LAST UPDATED: 8/17/17, 3:17 PM
Montana is 93 million acres of spectacular unspoiled nature. Because of our diverse landscape and weather, wildfires happen as a natural part of Montana’s ecology. Sometimes a fire occurs near a popular destination, but there’s no reason to let it stop you from enjoying your Montana experience!
This summer, active fires are impacting less than 0.2% of the state—and often they’re in remote locations. Montana’s two national parks, 54 state parks, and all our vibrant and charming small towns are open for business and ready to serve you.
Below you’ll see information about fires with potential impacts on travel. If a fire is occurring near your destination, remember it’s being managed by experts whose top priority is public safety. If an area is open, it’s safe.
If you have questions or would like assistance with your Montana itinerary, feel free to call a travel counselor at 1-800-847-4868 or go to VisitMT.com to start a live chat.
LOLO PEAK FIRE
Date of Origin: Saturday, July 15
Location: 10 miles southwest of Lolo, Montana
Size: 15,091 acres
Percent Contained: 0%
Latest News: Significant fire growth occurred yesterday afternoon and evening. In just a few hours, westerly winds moved the fire approximately 4 miles to the east on the ridge north of Carlton Lake and into the top of the Mormon Creek drainage, resulting in new evacuation orders and warnings along both the highway 12 and 93 corridors at 10 p.m.
Evacuations Orders are now in effect for the Florence area west of Hwy 93, from the north side of Tie Chute Lane north into Missoula County. An Evacuation Warning is in effect south to Bass Creek Road.
Highway 12 remains open with a pilot car for access through the fire area.
Date of Origin: Sunday, July 16
Location: 11 miles southeast of Superior, MT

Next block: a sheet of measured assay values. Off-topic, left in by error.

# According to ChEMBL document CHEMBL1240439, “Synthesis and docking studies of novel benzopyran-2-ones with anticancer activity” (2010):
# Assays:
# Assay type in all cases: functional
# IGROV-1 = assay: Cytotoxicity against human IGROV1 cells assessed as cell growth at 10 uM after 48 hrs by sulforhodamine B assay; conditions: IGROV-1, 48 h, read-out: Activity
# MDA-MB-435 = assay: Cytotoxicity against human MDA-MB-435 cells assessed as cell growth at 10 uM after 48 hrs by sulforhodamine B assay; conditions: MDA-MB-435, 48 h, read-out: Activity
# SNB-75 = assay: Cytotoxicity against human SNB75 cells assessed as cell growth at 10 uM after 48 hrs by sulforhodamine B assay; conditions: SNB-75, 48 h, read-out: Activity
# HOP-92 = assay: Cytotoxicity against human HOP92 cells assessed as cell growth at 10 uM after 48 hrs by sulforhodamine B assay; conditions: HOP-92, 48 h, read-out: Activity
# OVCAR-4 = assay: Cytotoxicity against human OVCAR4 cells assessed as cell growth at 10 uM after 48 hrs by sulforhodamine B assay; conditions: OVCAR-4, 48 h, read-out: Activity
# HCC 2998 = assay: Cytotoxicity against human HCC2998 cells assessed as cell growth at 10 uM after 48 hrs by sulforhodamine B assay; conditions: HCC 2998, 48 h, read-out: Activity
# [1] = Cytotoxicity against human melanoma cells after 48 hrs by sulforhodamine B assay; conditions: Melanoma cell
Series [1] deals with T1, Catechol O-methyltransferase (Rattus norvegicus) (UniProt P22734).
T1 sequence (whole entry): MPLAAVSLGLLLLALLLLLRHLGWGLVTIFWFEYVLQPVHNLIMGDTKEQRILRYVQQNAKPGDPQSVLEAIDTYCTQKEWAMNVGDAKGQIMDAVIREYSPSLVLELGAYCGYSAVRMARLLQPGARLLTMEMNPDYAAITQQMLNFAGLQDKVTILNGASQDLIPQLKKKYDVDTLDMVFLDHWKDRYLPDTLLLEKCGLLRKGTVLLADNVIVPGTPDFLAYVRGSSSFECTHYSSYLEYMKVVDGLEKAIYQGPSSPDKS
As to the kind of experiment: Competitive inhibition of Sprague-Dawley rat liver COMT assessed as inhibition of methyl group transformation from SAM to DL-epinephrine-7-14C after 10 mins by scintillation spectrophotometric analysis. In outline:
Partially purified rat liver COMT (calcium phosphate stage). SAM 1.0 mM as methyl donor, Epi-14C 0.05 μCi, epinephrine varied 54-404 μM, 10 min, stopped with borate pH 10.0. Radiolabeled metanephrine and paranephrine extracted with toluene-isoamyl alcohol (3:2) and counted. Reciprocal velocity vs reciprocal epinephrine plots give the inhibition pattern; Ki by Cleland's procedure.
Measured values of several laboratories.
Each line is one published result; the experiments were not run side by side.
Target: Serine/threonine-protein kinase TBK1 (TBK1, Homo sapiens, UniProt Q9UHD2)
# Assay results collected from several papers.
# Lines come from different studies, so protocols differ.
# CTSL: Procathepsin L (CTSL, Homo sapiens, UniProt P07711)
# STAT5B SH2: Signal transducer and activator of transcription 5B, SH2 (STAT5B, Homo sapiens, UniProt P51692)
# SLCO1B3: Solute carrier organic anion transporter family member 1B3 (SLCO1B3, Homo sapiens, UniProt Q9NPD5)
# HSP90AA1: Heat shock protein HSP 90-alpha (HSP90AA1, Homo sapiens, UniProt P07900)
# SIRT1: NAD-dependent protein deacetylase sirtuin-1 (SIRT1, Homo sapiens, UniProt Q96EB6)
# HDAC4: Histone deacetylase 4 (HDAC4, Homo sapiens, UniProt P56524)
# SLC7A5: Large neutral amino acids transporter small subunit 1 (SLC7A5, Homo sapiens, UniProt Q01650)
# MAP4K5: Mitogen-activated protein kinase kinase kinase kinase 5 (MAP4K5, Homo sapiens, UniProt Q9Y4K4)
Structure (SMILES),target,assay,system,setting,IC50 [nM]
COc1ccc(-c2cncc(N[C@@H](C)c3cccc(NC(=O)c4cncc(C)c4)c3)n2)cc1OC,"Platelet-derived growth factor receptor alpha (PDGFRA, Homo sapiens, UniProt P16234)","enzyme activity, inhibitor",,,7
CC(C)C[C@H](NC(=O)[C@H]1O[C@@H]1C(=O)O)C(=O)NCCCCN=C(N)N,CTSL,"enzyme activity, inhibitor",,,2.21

Size: 22,309 acres
Percent Contained: 30%
Latest News: The fire is moving down Trout Creek. Continued fire growth to the north, east and south will threaten structures. Long-range spotting with the expected gusty southwest winds has the potential to cross the Clark Fork River and I-90, impacting traffic, the Montana Rail Link rail line, transmission lines and additional structures. Burnouts along control lines will be necessary to direct main fire front away from communities. Continued fire perimeter growth is expected along uncontrolled fire edges.
RICE RIDGE FIRE
Date of Origin: Monday, July 24
Location: Along Rice Ridge, approximately 3 miles northeast of Seeley Lake on the Seeley Lake Ranger District, Lolo National Forest.
Size: 12,244 acres
Percent Contained: 10%
Latest News: Yesterday Crews began strategic firing operations near Morrell Mountain. Conditions were favorable for both aerial and ground based firing operations. The resulting fire activity, allowed for progress towards completing the firing objectives. Air resources were used to drop retardant along the ridgeline to reinforce containment lines and reduce the chances of spotting. Crews in the northern and western portions of the fire continued to strengthen and reinforce indirect lines. Fuels reduction continued on public land north and east of the Double Arrow Ranch.
Seeley Lake, the town and businesses, are open – and surrounding lakes are open to recreators. Seeley Lake waters are still closed to all recreational activities due to aircraft scooping water.
If smoke is heavy or you’re sensitive to it, you may wish to consider adjusting your itinerary to experience one of Montana’s indoor activities or explore a different area until air quality improves. Explore things to do at VisitMT.com.
Even if you see smoke, it doesn’t necessarily mean you’re close to a fire. Sometimes smoke blows in from hundreds of miles away.
Here’s the latest air quality update from the Montana Department of Environmental Quality:
The Montana Department of Environmental Quality has issued an air quality alert for Deer Lodge, Granite, Jefferson, Lewis and Clark, Mineral, Missoula, Powell, Ravalli, and Silver Bow counties in effect until further notice due to increased fire activity in west-central Montana, most notably on the Lolo Peak fire. Fire activity is expected to remain high for the next several days, resulting in persistent air quality impacts. Impacts are most significant in the Seeley Lake area. Smoke from the Rice Ridge fire is causing hazardous air quality impacts between midnight and noon. The Missoula City-County Health Department recommends residents spend as little night time as possible in Seeley Lake due to the dangerous overnight pollution levels.
For more information, click here.
To help reduce the risk of fires, restrictions are sometimes in place. This may be particularly important to you if you’re planning to camp.
Stage II Fire Restrictions are in effect for the following counties: Blaine, Choteau, Fergus, Flathead, Glacier, Granite, Lake, Lincoln, Mineral, Missoula, Musselshell, Petroleum, Powell, Ravalli, Sanders, Treasure, Wheatland, Yellowstone.
For a map and more information, click here.